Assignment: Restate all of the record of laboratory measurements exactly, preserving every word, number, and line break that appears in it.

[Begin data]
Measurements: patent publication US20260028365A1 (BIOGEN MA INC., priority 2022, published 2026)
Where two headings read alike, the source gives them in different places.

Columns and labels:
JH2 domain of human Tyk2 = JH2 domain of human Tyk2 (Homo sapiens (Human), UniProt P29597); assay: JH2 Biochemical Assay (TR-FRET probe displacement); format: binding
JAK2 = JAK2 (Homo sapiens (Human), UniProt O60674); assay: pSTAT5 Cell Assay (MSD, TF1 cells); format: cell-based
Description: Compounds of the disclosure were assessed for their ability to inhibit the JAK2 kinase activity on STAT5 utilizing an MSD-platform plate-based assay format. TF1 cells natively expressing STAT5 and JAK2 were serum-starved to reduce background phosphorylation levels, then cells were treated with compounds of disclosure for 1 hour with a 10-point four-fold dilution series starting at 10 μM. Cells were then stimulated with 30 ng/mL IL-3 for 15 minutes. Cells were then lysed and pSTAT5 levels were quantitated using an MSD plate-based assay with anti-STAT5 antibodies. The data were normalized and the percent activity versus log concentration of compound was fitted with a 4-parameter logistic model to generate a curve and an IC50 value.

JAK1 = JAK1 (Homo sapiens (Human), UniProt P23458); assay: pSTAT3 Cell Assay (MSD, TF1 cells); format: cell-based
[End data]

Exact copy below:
Measurements: patent publication US20260028365A1 (BIOGEN MA INC., priority 2022, published 2026)
Where two headings read alike, the source gives them in different places.

Columns and labels:
JH2 domain of human Tyk2 = JH2 domain of human Tyk2 (Homo sapiens (Human), UniProt P29597); assay: JH2 Biochemical Assay (TR-FRET probe displacement); format: binding
JAK2 = JAK2 (Homo sapiens (Human), UniProt O60674); assay: pSTAT5 Cell Assay (MSD, TF1 cells); format: cell-based
Description: Compounds of the disclosure were assessed for their ability to inhibit the JAK2 kinase activity on STAT5 utilizing an MSD-platform plate-based assay format. TF1 cells natively expressing STAT5 and JAK2 were serum-starved to reduce background phosphorylation levels, then cells were treated with compounds of disclosure for 1 hour with a 10-point four-fold dilution series starting at 10 μM. Cells were then stimulated with 30 ng/mL IL-3 for 15 minutes. Cells were then lysed and pSTAT5 levels were quantitated using an MSD plate-based assay with anti-STAT5 antibodies. The data were normalized and the percent activity versus log concentration of compound was fitted with a 4-parameter logistic model to generate a curve and an IC50 value.

JAK1 = JAK1 (Homo sapiens (Human), UniProt P23458); assay: pSTAT3 Cell Assay (MSD, TF1 cells); format: cell-based